Canada’s New Parliament Should Prioritize Freedom of Conscience Protection, Says Think Tank

By Andrew Chen
Andrew Chen
Andrew Chen
Andrew Chen is an Epoch Times reporter based in Toronto.
October 4, 2021 Updated: October 5, 2021

When Parliament returns this fall it should take steps to better protect freedom of conscience, a vital component in harmonizing diverse views on various social and medical issues in Canada, a new report says.

Titled “Our Inner Guide: Protecting Freedom of Conscience” and published by public policy think tank Cardus, the report emphasizes the importance of freedom of conscience, noting that it appears in the Canadian Charter of Rights and Freedoms, the Universal Declaration of Human Rights, and many other bills of rights.

“Yet, despite its universality, this human right is, by and large, universally neglected by courts, legislatures, and policymakers,” the report says.

“We aim to raise awareness of the importance of freedom of conscience in a liberal democracy and alert Canadians to the pressing need for this human right to be afforded due respect.”

Given that many people live in diverse, multicultural, and plural societies, the report says, different views can lead to “sharp disagreements between citizens on what is good, right, and true—as well as the need to resolve these disagreements.”

“We need to recognize that there is not a commonly held view, that there are different views—often very divergent views—and for the sake of our common life, we need to ensure that conscience rights are protected,” Rev. Dr. Andrew Bennett, the program director for religious freedom and faith community engagement at Cardus, told The Epoch Times.

The report touches on several social issues where people’s right to conscientiously object should be protected, including medical assistance in dying, abortion, and those that relate to the addition of “gender identity” and “gender expression” to the list of prohibited grounds of discrimination in human-rights codes in Canada.

“Enacting legislation to protect conscientious objection, particularly when it comes to health-care professionals—really, it’s essential as we expand access to various morally controversial types of medical services, medical treatments,” Bennett said.

“All that those types of actions, those types of treatments, those types of services are morally challenging,” he adds. “This relates to some fundamental questions about human life, about the nature of the human person, so many traditions, religious and non-religious, have a lot to say about that, and those beliefs shape our conscience.”

The report notes that in Canada, while doctors are usually free to refuse to prescribe certain drugs or perform certain procedures or services they disagree with, that’s not the case when it comes to providing referrals to patients to seek that service through another doctor or health professional.

“Referrals are problematic for some health-care workers because, in their view, they amount to material co-operation—significant complicity—with immoral or unethical activity,” the report said.

“In a situation where a doctor is put into a basically moral jeopardy, it can be very harmful to that person’s moral compass, and there’s sort of a moral injury that takes place,” Bennett said.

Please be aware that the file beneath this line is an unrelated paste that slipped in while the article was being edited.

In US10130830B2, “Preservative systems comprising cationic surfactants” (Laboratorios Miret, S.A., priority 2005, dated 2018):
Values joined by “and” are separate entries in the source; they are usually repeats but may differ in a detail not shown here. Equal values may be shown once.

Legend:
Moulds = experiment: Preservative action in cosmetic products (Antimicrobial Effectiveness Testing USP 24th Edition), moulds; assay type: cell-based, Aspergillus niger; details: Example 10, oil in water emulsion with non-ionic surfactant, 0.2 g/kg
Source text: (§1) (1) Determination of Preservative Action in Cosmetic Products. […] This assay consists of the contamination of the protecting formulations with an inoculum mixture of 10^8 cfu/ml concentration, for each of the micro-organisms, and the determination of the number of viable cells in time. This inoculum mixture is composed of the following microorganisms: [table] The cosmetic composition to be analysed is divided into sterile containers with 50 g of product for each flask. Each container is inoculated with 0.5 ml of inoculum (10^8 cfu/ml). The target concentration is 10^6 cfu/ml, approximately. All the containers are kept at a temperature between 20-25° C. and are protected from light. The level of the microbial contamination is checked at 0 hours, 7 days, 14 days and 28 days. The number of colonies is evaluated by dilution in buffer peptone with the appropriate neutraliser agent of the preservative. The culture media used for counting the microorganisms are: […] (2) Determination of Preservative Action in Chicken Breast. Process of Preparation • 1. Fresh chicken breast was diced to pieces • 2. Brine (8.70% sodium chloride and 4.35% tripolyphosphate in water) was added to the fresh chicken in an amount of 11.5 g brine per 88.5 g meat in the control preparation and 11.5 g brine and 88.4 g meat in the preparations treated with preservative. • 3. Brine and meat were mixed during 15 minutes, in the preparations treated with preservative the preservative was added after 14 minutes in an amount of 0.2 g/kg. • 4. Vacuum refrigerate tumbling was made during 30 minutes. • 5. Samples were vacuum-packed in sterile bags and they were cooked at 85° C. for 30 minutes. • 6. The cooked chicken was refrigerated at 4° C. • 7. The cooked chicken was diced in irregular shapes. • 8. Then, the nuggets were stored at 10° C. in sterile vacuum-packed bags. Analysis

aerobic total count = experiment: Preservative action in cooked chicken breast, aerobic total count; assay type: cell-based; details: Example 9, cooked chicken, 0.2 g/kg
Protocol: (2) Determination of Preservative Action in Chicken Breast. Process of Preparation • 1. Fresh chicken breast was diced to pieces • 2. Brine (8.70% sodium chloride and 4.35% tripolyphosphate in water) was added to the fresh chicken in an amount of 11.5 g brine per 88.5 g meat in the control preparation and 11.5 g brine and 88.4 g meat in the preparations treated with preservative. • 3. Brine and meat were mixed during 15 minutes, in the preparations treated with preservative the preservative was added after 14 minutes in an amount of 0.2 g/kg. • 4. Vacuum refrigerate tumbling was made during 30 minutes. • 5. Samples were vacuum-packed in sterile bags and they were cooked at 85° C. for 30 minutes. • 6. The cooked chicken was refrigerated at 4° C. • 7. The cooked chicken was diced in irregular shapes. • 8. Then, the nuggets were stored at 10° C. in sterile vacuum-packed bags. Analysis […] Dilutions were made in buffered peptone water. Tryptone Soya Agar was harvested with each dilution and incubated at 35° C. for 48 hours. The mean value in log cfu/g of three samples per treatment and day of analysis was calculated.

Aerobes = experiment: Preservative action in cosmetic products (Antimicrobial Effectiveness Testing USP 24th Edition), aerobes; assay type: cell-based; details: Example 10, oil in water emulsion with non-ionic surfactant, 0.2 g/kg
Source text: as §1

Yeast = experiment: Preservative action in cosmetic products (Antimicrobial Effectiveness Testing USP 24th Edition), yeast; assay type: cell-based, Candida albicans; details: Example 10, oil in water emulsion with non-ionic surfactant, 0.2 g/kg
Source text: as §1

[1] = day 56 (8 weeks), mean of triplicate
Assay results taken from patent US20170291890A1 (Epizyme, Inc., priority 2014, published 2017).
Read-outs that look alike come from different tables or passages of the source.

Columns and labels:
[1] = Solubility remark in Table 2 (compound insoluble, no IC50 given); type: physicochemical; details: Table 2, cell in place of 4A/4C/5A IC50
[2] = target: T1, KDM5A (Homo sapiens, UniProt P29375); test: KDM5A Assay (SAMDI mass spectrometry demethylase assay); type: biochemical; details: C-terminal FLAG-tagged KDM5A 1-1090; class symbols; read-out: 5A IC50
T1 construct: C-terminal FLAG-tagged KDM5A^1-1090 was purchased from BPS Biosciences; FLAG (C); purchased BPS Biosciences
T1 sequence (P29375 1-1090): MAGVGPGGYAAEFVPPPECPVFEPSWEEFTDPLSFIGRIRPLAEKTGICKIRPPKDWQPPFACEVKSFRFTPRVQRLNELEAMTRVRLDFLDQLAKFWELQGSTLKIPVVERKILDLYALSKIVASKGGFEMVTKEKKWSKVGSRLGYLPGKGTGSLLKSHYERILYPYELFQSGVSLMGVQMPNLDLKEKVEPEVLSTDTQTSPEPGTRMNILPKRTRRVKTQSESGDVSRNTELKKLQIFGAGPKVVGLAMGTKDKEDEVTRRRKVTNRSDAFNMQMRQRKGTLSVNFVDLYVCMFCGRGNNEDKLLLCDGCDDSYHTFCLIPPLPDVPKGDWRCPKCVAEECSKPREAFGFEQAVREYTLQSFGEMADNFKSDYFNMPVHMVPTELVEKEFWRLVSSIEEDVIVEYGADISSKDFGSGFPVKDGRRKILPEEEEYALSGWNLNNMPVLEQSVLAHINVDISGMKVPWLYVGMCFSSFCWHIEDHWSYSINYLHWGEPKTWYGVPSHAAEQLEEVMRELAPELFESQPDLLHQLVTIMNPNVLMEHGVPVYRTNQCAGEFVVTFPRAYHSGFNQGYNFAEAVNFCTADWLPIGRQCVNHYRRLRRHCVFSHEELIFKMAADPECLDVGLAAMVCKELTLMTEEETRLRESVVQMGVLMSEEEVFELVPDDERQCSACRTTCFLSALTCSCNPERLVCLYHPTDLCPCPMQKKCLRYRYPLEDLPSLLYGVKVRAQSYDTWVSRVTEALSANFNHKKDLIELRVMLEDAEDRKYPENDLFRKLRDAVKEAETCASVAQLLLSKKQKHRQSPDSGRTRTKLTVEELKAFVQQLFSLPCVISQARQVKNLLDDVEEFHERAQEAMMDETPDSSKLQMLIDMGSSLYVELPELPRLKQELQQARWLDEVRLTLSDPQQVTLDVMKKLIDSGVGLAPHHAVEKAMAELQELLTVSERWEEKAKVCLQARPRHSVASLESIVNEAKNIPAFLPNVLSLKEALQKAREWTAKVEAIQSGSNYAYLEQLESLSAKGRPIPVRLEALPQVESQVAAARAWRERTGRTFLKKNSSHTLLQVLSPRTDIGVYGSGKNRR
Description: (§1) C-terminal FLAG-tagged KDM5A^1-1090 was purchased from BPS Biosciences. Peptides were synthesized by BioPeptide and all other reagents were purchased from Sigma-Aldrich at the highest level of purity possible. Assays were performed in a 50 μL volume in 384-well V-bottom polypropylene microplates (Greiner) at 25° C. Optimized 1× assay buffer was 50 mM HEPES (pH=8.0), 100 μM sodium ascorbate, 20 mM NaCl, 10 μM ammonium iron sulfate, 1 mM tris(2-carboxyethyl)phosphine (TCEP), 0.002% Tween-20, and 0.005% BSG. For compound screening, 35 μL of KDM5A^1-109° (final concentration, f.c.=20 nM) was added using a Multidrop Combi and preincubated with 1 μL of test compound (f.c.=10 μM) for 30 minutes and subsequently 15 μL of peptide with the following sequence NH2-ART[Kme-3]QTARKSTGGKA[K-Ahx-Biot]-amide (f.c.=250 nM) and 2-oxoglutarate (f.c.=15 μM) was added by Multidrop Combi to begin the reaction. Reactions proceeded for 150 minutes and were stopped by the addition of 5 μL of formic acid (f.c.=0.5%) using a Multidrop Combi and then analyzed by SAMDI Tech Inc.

“And I think most Canadians would want to ensure that their physicians are guided by their conscience, as all of us would want to be guided by our conscience when we’re called to make difficult decisions.”

In March, a controversial bill to expand access to medical assistance in dying, including potentially to people suffering solely from mental illness within two years, was passed into law in Canada, despite opposition from multiple groups. The government appointed an expert panel to review the mental illness provision and provide guidelines and recommend safeguards by March 2022.

Cardus is calling on provincial legislatures to enact legislation that would embed conscientious objection rights for medical professionals in law, noting that Manitoba enacted such a law in relation to assisted suicide in November 2017.

“Passage of a bill that robustly protects freedom of conscience would specifically recognize the freedom of health-care workers and the institutions that employ them to refuse any participation in a procedure or service they believe to be immoral or unethical,” the think tank said in a press release.

The release notes that Parliament has a duty to prioritize freedom of conscience, “especially when it has created laws that undermine or constrain this freedom.”

“We have already seen regulatory bodies, like the College of Physicians and Surgeons of Ontario, actively curtailing doctors’ freedom of conscience and the courts loosely interpreting the constitutional protections this freedom affords,” it says.

Bennett, who was Canada’s religious freedom ambassador under the previous Harper government, said he is “very concerned” that if the freedom of conscience is not protected, Canadians will lose more liberties in the future, noting that there are some “worrying trends around respect for freedom of conscience.”

“I don’t think we’re anywhere near the situation in communist China or Cuba, or other places where conscience rights and fundamental freedoms are regularly violated on a daily basis, and also institutionally and systemically,” he said.

“We’re not there, but as a democracy we shouldn’t take [these freedoms] for granted and we have to be vigilant.”

Editor’s note: This article has been updated to mention the expert panel review of mental illness provisions in the medical assistance in dying law.

Andrew Chen
Andrew Chen is an Epoch Times reporter based in Toronto.